Student Exploration: Carbon Cycle
Vocabulary: atmosphere, biomass, biosphere, carbon reservoir, carbon sink, fossil fuel, geosphere, greenhouse gas, hyd... [Show More] rosphere, lithosphere, photosynthesis
Prior Knowledge Questions (Do these BEFORE using the Gizmo.)
In the process of photosynthesis, plants take in carbon dioxide (CO2) from the atmosphere and water (H2O) from the soil. Using the energy of sunlight, plants build molecules of glucose (C6H12O6) and oxygen (O2). Make sure all of your answers are in a different color.
1. How do plants on Earth affect the amount of carbon in Earth’s atmosphere? Plants take in carbon dioxide and process it into oxygen.
2. Animals eat plants and produce carbon dioxide and water. How do animals affect the amount of carbon in Earth’s atmosphere?
They eat plants that process carbon dioxide and when they eat theses plants, there are fewer plants that can process the carbon dioxide.
The Carbon Cycle Gizmo allows you to follow the many paths an atom of carbon can take through Earth’s systems. To begin, notice the black carbon atom in the Atmospheric CO2 area, highlighted in yellow. The glowing blue areas represent possible locations the carbon atom could go next.
1. From Earth’s atmosphere, where can the carbon atom go next? Oceanic Co2, land plants, and exposed rock
2. Click on Land plants and read the description (at the bottom of the simulation). How did the carbon atom get from the atmosphere to a plant? Plants use energy from the sun for photosynthesis. Most of the oxygen is released.
3. Select Land animals. How did the carbon atom get from land plants into the animal (read the description )? Land animals consume plants for energy.
4. Select Atmospheric CO2. How did the carbon atom get from land animals back to the atmosphere? They release carbon dioxide back into the atmosphere through cellular
Activity A: Carbon pathways Get the Gizmo ready:
● Click Reset.
Introduction: Earth can be divided into four systems. The atmosphere is the air above Earth’s surface. The hydrosphere is composed of all of Earth’s water. The geosphere is the rocky, non-living part of Earth. The biosphere consists of all living things, including people. Some scientists use the term “anthroposphere” to describe everything made or modified by humans.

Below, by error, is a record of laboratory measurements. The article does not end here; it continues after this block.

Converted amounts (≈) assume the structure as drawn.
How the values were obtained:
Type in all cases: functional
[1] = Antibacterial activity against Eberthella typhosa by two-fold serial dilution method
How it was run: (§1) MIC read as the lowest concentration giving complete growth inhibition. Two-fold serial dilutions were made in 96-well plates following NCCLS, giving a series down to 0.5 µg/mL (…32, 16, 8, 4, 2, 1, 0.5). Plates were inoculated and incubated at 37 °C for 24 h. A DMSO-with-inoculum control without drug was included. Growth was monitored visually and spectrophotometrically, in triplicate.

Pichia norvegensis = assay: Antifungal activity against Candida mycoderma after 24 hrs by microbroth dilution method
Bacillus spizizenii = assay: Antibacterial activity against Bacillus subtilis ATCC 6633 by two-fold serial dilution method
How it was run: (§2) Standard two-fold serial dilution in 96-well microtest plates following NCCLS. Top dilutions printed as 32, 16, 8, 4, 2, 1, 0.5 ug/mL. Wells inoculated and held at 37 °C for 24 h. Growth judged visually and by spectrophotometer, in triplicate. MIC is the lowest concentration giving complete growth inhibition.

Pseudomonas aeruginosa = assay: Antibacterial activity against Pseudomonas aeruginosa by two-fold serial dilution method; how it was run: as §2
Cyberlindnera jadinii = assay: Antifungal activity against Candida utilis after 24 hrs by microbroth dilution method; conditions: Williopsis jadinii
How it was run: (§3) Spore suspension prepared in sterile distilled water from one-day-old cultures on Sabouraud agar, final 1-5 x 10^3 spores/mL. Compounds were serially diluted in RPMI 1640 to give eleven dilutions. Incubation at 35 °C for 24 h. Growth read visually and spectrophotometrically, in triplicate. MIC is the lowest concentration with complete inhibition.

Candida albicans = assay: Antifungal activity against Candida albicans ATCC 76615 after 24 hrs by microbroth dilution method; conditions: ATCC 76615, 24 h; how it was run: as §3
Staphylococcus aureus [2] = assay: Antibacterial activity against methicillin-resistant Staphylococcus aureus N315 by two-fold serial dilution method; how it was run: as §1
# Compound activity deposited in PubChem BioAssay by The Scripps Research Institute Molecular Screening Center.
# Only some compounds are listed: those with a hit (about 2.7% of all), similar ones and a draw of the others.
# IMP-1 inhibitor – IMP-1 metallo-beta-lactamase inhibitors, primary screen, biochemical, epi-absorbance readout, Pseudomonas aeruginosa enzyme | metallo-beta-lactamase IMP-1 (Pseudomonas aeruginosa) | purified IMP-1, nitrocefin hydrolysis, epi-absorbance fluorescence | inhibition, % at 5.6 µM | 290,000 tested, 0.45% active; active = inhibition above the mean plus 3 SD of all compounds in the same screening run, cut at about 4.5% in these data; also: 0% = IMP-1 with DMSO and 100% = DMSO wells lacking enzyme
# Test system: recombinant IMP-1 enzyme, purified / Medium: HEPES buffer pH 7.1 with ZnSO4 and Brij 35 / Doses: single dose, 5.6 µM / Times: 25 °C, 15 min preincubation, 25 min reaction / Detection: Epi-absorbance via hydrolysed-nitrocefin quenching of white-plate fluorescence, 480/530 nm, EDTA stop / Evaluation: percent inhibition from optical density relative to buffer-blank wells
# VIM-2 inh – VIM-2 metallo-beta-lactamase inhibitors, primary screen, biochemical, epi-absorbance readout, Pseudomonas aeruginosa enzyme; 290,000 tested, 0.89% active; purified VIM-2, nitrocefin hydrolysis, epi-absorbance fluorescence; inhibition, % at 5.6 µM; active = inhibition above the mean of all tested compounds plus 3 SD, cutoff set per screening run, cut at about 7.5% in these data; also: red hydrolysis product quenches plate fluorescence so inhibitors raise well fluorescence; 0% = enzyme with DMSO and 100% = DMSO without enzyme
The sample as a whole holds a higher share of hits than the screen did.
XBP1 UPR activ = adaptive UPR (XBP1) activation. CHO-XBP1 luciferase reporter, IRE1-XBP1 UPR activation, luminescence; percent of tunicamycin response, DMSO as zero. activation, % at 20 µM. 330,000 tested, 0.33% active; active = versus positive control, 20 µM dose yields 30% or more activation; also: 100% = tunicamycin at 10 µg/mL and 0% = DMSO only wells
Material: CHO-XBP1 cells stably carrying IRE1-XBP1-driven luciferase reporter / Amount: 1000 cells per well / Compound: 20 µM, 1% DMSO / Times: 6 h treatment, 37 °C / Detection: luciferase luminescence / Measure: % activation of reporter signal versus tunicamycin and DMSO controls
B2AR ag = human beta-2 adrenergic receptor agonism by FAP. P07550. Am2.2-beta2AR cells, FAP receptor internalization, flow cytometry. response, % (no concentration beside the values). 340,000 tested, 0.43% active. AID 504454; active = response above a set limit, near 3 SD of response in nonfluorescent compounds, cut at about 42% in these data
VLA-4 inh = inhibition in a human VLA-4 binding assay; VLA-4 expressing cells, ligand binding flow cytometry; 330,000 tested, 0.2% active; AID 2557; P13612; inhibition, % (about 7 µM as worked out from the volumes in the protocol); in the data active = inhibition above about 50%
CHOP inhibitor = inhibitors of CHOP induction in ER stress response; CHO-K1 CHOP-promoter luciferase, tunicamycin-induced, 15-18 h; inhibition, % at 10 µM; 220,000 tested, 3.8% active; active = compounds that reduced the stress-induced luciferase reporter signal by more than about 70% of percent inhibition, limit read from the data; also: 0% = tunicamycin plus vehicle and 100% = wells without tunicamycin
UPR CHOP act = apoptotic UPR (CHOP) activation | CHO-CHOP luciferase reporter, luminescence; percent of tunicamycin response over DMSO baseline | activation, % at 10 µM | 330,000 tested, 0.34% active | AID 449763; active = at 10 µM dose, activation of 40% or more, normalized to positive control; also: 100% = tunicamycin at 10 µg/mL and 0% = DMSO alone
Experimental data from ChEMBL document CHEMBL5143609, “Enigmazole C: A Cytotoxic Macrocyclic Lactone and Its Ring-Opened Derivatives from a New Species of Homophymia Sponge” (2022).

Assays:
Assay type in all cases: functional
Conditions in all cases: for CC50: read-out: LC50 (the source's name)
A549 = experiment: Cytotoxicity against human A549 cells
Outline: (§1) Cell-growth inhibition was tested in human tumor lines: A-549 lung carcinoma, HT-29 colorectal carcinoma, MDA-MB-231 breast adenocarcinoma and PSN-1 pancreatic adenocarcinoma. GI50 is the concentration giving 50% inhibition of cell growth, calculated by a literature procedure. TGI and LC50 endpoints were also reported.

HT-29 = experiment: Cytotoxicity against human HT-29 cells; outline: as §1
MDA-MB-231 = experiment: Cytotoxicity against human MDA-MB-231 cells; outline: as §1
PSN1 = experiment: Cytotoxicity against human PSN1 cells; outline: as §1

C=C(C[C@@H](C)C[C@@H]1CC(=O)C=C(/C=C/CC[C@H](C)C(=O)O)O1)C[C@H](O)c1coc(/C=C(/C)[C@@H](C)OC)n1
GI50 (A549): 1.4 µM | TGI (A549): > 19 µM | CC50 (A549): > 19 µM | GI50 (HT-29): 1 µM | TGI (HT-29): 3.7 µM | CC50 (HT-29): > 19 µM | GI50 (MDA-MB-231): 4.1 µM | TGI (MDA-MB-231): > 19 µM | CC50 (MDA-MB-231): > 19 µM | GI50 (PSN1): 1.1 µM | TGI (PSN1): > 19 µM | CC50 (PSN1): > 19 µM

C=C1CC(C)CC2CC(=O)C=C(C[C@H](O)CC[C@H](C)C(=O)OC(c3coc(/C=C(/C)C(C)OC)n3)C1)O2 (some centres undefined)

Question: How does carbon move between the atmosphere, hydrosphere, biosphere, and geosphere?
1. Explore: Use the Gizmo to create a path for carbon (7 steps total) that begins and ends in the atmosphere. Fill in the steps in the path below. Then, summarize very briefly how the carbon atom got to that location.
Carbon path How it got there
Atmospheric CO2 Atmospheric CO2 comes from volcanoes, burning fossil fuels, and other
Exposed Rock Plants and exposed rock consume carbon through photosynthesis
Oceanic CO2 It travels through the streams and rivers into the water
Shells/Coral Marine animals use the carbon to create new shells
Limestone Calcium carbonate structures are piled up onto the ocean floor and are compressed into limestone
Lithosphere An enormous amount of Earth’s carbon is stored in limestone
Volcano Carbon dioxide is dissolved in magma below volcanoes
Atmospheric CO2 During volcanic eruptions, carbon dioxide is released into the air
2. Create: Click Reset. Use the Gizmo to create a path in which the carbon atom goes from the atmosphere to the hydrosphere, biosphere and geosphere (see the definitions at the beginning of Activity A). Describe each transition briefly.
Atmosphere Hydrosphere Biosphere Geosphere
Atmospheric CO2 Oceanic Co2 Marine Plants/Algae Exposed Rock
Volcanoes, burning fossil fuels, and other sources. It travels from the atmosphere into the water when some of it
is released. It goes from the ocean to the ocean plants during photosynthesis It travels from the marine plants into the rock when it is
3. Explore: Use the Gizmo to create three more (different) carbon paths, each starting and ending in the atmosphere. Label each location with A for atmosphere, B for biosphere, G for geosphere, or H for hydrosphere.
Path 1: Atmosphere: A - Oceanic Co2: H - Atmosphere: A
Path 2: Atmosphere: A - Land Plants: B - Coal: B - Power Plant: B - Atmosphere: A
Path 3: Atmosphere: A - Land Plants: B - Land Animals: B - Atmosphere: A
4. Explain: Based on the Gizmo, explain how the following transitions might take place:
A. Describe at least two ways that carbon can get from a land plant to the atmosphere.
It can get there from forest fires and land animals. When the plants burn in a forest fire, the fumes are carbon dioxide. When land animals breathe, they exhale carbon dioxide which is filtered back into [Show Less]